Remember Whose Line is It Anyway? One game was to demonstrate alternative uses for an object-outside of its conventional use. We’ve done this at parties, in groups. It’s always good for a laugh.
A guy I know entertained me at a diner by using every object on the table as something else while we waited for our food. It happened at a time when I was pretty down in the dumps. Very much in the dumps. I laughed like I hadn’t in months. Think of Fred Klett, Sinbad at his best, Gilda Radner. Better yet, don’t think. Just play.
“Our brains are built to benefit from play no matter what our age.” ~ Theresa A. Kestly
So in today’s Zoom culture and pandemic, where it’s “here comes another variant,” I think play takes on an even more important dimension. Playing leads to laughing, hugging (well, virtually) and ways to laugh, smile, wave, sing, hum, do a happy dance. Some folks are learning to exaggerate facial expressions from the top of the nose up-waggling of eyebrows, hand signals, head bobbing. Play with it.
If outright play doesn’t come easy, watch some movies or You Tube clips that make you smile, make you want to dance, make you want to play.
Set your intention to play more, to be freer, no feedback, no rules (other than self and other safety).
A LITTLE EXTRA: SOME IDEAS THAT WORK FOR ME:
Watch Young Frankenstein ( I know it’s old, but it’s a gem)
Old Movie Stars Dance to Uptown Funk
Chinese Group Shuffle Dance
(Your Love Keeps Lifting Me) Higher and Higher – Jackie Wilson – Fred Astaire and Rita Hayworth HD .
Buzz and the Dandelions https://www.digitaltrends.com/movies/funniest-youtube-videos/
Google arts https://artsandculture.google.com/project
Twin Babies Laughing
The Otters: River Otters Tilly and BC Frolic
Check out The Way of Play by Victor Shamas Ph.D., Act On Wisdom pub.
THEN TAKE ACTION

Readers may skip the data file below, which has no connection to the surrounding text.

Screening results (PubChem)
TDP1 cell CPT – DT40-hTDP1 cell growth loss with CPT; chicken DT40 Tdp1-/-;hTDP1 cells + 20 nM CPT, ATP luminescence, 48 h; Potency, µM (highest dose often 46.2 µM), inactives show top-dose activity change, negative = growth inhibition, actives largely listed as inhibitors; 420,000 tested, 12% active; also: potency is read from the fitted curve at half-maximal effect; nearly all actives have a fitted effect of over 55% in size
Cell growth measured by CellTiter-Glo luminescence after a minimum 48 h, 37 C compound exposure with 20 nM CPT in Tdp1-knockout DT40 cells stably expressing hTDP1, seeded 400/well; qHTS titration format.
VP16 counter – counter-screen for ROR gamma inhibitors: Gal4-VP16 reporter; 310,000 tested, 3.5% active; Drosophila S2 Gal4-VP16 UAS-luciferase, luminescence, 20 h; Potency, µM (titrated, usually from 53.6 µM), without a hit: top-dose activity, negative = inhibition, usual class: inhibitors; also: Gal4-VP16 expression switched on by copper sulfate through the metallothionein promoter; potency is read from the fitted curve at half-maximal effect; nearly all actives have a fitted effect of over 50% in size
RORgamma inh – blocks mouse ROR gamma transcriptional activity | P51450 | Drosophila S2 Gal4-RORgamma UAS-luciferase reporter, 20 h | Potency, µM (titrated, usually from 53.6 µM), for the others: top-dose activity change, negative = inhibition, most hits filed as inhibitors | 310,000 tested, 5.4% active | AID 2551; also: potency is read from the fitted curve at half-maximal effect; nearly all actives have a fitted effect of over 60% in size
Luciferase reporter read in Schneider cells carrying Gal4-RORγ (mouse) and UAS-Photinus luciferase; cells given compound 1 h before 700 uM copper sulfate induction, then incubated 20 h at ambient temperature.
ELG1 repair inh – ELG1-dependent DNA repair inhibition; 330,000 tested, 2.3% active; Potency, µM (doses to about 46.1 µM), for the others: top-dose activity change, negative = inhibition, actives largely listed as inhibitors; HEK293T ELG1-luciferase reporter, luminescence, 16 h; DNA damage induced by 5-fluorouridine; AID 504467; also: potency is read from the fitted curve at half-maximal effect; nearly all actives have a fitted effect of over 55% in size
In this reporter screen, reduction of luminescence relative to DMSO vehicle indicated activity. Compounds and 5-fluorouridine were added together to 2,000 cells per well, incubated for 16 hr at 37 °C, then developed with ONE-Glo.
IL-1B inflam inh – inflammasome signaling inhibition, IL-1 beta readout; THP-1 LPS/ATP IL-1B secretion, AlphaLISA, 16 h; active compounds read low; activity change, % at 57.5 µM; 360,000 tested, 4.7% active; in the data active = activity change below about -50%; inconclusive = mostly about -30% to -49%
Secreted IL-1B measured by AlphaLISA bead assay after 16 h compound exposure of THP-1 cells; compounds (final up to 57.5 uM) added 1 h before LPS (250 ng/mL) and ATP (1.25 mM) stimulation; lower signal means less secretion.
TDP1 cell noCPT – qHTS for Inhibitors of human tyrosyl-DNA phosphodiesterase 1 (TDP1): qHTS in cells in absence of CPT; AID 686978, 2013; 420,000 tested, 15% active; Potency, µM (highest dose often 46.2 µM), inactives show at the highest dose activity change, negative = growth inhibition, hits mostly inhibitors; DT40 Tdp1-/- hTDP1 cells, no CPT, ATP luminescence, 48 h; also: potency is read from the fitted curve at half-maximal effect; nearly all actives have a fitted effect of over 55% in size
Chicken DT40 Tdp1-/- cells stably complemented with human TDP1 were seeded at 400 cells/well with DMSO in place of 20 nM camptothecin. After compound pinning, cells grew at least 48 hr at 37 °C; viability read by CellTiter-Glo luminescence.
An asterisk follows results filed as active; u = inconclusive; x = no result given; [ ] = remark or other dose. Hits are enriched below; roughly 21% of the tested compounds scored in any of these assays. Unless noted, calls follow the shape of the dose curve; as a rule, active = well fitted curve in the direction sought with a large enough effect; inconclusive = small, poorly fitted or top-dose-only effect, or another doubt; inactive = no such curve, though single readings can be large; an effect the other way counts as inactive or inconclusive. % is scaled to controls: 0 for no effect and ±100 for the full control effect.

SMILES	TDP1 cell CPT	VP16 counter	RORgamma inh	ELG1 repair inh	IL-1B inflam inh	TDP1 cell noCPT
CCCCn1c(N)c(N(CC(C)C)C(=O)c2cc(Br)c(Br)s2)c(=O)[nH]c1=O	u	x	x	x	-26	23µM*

Ride your bike.
Walk, skip, jog, run.
Think lovely thoughts.
Play, sing, make music.
Smile. Giggle. Laugh. Guffaw.
Give away something you love.
Try tai chi, sitting or walking meditation.
Climb a tree, shake a tree after the rain.
Play tennis, pickle ball, volleyball, basketball.
Paint, make greeting cards, send photos to friends.
Change your profile photo on Zoom. Make it unusual.
Play “ha-ha” with some people in your pandemic pod.
Jump in the water-filled washes on the Catalina trails.
Practice some dance steps waiting on line at Safeway.
Choose to smile at everyone (even behind the mask).
Puzzle it out: jigsaw, crossword, Sudoku™, scrambled words.
Do something in a totally different way from what you are used to.
Go on a picnic with someone (s) you really like/love. Bring delicious food.
Watch and listen to young children at a playground, away from “the adults.”
People watch. Create a bio for people you see in the park, at the supermarket.
Create your own holiday-the date, theme, song, costume, food, opening ceremony.
Exaggerate something that happened to you in an over-the-top positive way. Write it down. Read it to someone.
Go on a mystery outing. One person plans, decides, sets time parameters, date, equipment needed, clothing required. Off you go! (Thank you, Penelope Starr).
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Ethel Lee-Miller blogs regularly about people, the power of words, and the writing life. She’s retired from professional writing gigs after 30 years of teaching, coaching, editing, and gathering writers to publicly share their work. She is the author of Thinking of Miller Place, and Seedlings, Stories of Relationships. In retirement she writes to inspire, to connect with folks, and for the pure enjoyment of it. Ethel enjoys sharing stories at Odyssey Storytelling, Zoom gatherings, and anywhere there’s a mic.